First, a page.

And get out of the echo chamber. Some of my smartest friends went the credit route because they enjoyed financial engineering, and they're getting paid just as well, with visibility for promotion. Some partners in credit in my network make 1.5x-2.0x the comp of their equity counterparts including carry. My other friends who elected for MF PE are now recruiting to move down to UMM or LMM shops or go to business school because they are getting squeezed out. There's no cookie-cutter path to success, you will make similar amounts in any of these career paths, you will have strong names behind you, and most importantly, nobody truly cares at the end of the day what you do for work, so you should care about what you do. If you have an interest in learning the credit space, and you are adamant about working at a BX / KKR-caliber name, take the BX offer. BX credit is one of the best seats in finance. Everyone, including headhunters and recruiters, know that top talent usually forgoes banking to go straight to the buyside. The typical BB / EB > buyside path is a dime a dozen. If you're not at all interested in credit, take the EVR offer. It's a great shop, you'll get good training, and most of my friends who did their analyst years there ended up at respectable buyside shops.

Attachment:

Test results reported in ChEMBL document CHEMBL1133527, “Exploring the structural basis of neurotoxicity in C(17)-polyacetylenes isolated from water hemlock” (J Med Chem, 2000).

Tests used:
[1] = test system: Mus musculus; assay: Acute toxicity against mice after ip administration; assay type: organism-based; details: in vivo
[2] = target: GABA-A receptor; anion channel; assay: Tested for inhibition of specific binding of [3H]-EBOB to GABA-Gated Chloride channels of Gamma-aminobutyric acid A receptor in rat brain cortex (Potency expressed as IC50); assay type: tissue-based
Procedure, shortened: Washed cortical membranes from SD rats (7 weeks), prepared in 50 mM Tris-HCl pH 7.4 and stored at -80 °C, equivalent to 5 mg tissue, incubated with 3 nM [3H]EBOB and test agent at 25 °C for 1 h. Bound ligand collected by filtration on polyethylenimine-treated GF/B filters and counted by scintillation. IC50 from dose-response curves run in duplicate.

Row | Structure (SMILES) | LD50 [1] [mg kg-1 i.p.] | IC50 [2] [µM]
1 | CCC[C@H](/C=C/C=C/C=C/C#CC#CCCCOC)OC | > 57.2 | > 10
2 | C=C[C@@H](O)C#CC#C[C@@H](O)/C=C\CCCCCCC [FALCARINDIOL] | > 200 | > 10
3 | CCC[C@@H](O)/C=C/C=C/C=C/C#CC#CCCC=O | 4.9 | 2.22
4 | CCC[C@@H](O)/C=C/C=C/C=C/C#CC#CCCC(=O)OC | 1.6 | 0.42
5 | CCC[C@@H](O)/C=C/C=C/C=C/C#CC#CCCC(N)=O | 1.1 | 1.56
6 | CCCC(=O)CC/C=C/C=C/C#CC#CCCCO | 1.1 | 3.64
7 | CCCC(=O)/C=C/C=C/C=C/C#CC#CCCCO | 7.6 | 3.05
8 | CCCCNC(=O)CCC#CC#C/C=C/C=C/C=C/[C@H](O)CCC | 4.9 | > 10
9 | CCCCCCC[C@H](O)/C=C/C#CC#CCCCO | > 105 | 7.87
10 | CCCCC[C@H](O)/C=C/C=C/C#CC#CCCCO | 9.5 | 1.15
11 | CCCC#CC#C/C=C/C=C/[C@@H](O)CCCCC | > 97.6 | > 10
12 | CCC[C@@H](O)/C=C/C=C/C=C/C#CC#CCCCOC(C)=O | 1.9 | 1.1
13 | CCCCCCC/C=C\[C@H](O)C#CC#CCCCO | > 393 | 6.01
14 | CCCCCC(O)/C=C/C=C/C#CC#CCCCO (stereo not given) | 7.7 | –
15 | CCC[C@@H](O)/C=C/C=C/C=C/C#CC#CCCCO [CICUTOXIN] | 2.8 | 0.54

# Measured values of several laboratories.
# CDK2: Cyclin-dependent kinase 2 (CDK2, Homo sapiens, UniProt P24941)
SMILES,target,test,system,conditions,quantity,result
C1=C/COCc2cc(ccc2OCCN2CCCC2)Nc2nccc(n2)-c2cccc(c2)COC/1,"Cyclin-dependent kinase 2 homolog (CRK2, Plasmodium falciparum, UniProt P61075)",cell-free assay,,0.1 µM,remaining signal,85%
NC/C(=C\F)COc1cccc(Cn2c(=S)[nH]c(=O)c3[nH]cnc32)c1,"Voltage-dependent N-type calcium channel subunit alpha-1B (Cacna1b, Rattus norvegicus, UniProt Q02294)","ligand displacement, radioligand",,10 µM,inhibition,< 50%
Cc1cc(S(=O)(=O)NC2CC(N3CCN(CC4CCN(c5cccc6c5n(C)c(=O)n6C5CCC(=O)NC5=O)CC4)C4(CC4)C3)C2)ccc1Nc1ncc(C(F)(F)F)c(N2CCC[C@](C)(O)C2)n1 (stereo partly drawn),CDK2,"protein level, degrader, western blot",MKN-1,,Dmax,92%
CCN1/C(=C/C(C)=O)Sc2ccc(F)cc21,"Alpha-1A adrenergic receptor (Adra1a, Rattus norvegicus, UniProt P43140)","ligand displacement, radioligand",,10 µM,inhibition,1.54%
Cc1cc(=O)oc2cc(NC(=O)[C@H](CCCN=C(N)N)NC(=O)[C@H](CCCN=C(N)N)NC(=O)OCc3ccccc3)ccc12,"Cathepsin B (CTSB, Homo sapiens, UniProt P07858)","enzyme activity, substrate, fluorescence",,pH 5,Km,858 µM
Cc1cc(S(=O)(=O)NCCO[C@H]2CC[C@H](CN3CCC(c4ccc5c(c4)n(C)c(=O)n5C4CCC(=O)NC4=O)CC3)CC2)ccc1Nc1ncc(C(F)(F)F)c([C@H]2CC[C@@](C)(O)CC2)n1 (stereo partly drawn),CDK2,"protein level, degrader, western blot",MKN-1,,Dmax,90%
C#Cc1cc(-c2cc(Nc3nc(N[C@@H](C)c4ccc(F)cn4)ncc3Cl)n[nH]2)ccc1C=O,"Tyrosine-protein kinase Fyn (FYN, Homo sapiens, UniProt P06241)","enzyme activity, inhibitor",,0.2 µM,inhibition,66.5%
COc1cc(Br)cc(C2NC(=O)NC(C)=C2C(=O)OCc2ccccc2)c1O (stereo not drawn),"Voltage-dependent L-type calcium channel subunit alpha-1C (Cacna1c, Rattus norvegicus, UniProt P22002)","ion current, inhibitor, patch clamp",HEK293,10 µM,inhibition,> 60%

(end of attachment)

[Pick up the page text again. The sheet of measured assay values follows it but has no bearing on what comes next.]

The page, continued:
You'll be surprised when you see that even top analysts from top M&A / RX groups might not make it to a top MF like BX, in both credit or equity. Recruiting involves factors like luck, timing, and even having the right diversity mix. You will be competing against top BB / EB candidates for the already limited number of spots for associate recruiting. The difference in "caliber" between competitive banks is truly so marginal, and recruiters know this is banking, not rocket science. If kids were really that smart they would not be bankers. MFs are also using their SA programs to snag the top talent early, shrinking the buyside funnel further. For optionality, sure, banking preserves that as a safer route. But you will have to accept that you might not be able to land a shop like BX again, which is a personal question you need to answer.